For Construction of a Cell:

  • Various cells can be constructed by combining standard electrodes given in EMF series as per requirement of e.m.f.
  • e.g If a cell of e.m.f. 1.1 V is required, then from e.m.f. series we can locate zinc and copper electrode whose combination gives required e.m.f.

For Corrosion Treatment:

  • When two metals which are in contact with each other are exposed to the atmosphere, the element lower in series will be oxidized. i.e. it is rusted and destroyed.
  • If there is a scratch on the galvanized sheet of iron, and iron is exposed then zinc is rusted and iron is protected. This is because in e.m.f. series zinc is below iron.
  • But if there is a scratch on the tin-plated iron, iron gets rusted because in e.m.f. series iron is below tin.

To Find Reactivity of Metals:

  • As we move down in the electrochemical series reactivity of metal increases.
  • Alkali metals and alkaline metals at the bottom are highly reactive. They can react with cold water and evolve hydrogen. They can dissolve in acid-forming salt.
  • Metals like Fe, Pb, Sn, Ni, Co which are in little higher in the series do not react with cold water but react with steam and evolve hydrogen.
  • Metals like Cu, Ag and Au which lie above the hydrogen are less reactive and do not react with water in any form to evolve hydrogen.

To Ascertain Electropositivity of Metals:

  • Strongly electropositive metals:
    • Metals having standard reduction potential near about -2.0 volt or more negative like alkali metals, alkaline earth metals are strongly electropositive in nature.
  • Moderately electropositive metals:
    • Metals having values of standard reduction potentials between 0.0 and about -2.0 volt are moderately electropositive. Al, Zn, Fe, Ni, Co, etc., belong to this group.
  • Weakly electropositive metals:
    • The metals which are above hydrogen and possess positive values of standard reduction potentials are weakly electropositive metals. Cu, Hg, Ag, etc., belong to this group.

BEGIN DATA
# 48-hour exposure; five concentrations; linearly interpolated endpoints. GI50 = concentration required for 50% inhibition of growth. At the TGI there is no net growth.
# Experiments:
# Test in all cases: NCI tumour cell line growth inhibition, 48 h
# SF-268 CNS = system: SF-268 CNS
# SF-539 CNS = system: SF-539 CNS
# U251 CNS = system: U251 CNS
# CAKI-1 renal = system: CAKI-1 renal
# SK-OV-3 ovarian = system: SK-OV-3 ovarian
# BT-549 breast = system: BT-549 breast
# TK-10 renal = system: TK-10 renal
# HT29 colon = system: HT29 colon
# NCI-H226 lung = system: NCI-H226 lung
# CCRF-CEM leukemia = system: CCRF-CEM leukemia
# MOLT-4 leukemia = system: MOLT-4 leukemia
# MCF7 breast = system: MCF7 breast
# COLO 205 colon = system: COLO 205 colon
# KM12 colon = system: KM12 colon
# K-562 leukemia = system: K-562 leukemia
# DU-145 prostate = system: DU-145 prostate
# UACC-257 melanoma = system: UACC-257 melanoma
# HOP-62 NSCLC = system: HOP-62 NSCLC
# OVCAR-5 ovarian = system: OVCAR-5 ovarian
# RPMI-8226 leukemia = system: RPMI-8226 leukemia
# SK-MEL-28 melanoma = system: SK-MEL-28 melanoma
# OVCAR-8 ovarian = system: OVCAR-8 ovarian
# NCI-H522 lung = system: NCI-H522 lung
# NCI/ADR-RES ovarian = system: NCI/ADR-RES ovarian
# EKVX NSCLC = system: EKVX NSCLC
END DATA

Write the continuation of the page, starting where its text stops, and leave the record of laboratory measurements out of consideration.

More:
To Find Thermal Stability of Metallic Oxides:

  • The thermal stability of the metal oxide depends on its electropositive nature. As the electropositivity increases from top to bottom, the thermal stability of the oxide also increases from top to bottom.
  • The oxides of metals having high positive reduction potentials are not stable towards heat. The metals which are above copper form unstable oxides, i.e., these are decomposed on heating.

To Determine the Products of Electrolysis:

  • In case two or more types of positive and negative ions are present in solution, during electrolysis certain ions are discharged or liberated at the electrodes in preference to others.
  • In general, in such competition, the ion which is the stronger oxidising agent (higher value of standard reduction potential) is discharged first at the cathode. e.g. In a mixture of copper and silver ions, silver will be deposited first because the reduction potential of silver is higher than copper.
  • The increasing order of deposition of few cations is: K+, Ca++, Na+, Mg+++, Al+++, Zn++, Fe++, H+, Cu++, Ag+, Au+++.
  • The anion which is a stronger reducing agent (low value of standard reduction potential) is liberated first at the anode.
  • The increasing order of discharge of few anions is SO4– –, NO3, OH, Cl, Br, I
  • When an aqueous solution of NaCl containing Na+, Cl, H+ and OH ions is electrolysed, H+ ions are discharged at cathode and Cl ions at the anode, i.e., H2 is liberated at cathode and Cl2 at the anode.
  • When an aqueous solution of CuS04 containing Cu++, H+ and OH ions is electrolysed, Cu++ ions are dis­charged at the cathode and OH ions at the anode.